Atomic Heritage Foundation

In partnership with the National Museum of Nuclear Science & History National Museum of Nuclear Science & History

Join Today as an Atomic History Patron Member

Edward Purcell

Edward Purcell (1912-1997) was an American physicist who won the 1952 Nobel Prize in Physics for his discovery of nuclear magnetic resonance, the eventual basis for magnetic resonance imaging (MRI).

Purcell worked on microwave radiation at the MIT Rad Lab during World War II, and was briefly involved in some of the Trinity test preparations.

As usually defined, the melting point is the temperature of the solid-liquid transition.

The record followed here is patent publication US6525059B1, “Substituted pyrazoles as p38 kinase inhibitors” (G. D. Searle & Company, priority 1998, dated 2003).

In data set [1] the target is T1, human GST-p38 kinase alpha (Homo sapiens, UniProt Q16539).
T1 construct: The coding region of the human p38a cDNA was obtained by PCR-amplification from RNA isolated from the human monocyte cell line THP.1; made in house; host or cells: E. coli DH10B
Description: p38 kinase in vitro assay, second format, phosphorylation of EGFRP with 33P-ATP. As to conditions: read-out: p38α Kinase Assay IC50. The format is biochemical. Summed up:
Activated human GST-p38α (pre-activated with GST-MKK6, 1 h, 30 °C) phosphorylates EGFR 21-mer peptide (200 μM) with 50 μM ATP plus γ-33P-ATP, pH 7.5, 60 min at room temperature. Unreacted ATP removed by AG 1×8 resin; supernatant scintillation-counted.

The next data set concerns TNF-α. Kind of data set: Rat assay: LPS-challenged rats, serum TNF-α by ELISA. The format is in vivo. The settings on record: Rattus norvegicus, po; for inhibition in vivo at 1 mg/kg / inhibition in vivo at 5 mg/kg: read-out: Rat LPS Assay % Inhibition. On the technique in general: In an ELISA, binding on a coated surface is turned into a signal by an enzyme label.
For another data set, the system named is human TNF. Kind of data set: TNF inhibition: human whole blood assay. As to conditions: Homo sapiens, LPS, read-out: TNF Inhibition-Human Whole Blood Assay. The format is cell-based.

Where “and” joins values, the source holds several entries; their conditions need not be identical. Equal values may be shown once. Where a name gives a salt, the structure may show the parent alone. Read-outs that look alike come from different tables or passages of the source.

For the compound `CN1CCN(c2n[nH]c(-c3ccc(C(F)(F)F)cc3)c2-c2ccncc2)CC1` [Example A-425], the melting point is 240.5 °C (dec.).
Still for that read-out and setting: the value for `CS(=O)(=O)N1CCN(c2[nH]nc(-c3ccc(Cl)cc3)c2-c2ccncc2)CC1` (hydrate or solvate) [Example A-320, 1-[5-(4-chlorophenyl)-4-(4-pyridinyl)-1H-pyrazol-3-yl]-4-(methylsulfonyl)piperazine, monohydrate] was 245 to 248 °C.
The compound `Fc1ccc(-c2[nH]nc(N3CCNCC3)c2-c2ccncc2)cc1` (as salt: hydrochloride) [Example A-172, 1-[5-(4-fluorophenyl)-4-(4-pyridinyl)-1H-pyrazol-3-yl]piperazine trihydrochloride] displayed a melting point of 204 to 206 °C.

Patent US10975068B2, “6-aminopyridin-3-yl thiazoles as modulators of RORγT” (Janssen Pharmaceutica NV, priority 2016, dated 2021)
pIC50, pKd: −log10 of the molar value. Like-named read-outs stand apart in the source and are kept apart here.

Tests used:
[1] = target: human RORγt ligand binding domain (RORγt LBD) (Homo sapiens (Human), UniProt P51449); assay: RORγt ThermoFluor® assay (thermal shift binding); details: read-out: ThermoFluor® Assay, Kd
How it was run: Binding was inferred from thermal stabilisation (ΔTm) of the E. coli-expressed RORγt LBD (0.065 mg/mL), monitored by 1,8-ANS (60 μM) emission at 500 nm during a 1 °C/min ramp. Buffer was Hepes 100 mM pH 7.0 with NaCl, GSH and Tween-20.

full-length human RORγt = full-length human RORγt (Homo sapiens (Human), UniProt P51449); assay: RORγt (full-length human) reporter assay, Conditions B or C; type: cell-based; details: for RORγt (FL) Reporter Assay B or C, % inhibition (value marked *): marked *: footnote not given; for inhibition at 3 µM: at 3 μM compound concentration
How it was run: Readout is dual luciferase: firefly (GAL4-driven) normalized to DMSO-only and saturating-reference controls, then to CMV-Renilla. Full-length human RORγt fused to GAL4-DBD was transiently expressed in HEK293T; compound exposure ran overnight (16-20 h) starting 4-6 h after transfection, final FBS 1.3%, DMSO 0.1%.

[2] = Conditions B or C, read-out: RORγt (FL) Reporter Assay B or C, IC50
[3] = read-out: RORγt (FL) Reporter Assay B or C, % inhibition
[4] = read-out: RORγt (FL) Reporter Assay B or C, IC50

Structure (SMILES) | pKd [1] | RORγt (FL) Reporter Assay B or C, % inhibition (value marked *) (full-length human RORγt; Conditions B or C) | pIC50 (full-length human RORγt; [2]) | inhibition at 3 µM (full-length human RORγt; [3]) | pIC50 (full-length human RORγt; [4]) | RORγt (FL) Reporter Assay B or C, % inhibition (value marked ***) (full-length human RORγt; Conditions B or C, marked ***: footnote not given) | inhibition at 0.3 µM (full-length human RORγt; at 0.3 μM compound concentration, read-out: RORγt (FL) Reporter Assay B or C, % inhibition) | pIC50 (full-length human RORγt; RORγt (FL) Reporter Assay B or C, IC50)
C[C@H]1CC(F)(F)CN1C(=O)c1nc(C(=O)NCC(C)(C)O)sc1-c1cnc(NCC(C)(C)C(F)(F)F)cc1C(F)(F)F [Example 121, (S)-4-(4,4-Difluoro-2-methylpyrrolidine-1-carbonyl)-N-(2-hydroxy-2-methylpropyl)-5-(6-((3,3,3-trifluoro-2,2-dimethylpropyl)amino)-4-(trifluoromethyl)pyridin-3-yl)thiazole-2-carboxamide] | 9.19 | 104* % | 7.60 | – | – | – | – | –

He was close to J. Robert Oppenheimer after the war when both were at Harvard University, and was with him when the United States conducted its first test of a hydrogen bomb. He also had a positive relationship with Manhattan Project physicist Herbert York, whom he praised for his own efforts to chronicle the project as well as his work on the early American space program.

Edward Purcell's Timeline

  • 1912 Aug 30th Born in Taylorville, IL.
  • 1933 Received a B.S.E.E. from Purdue University
  • 1938 Received a Ph.D. in physics from Harvard University.

Related Profiles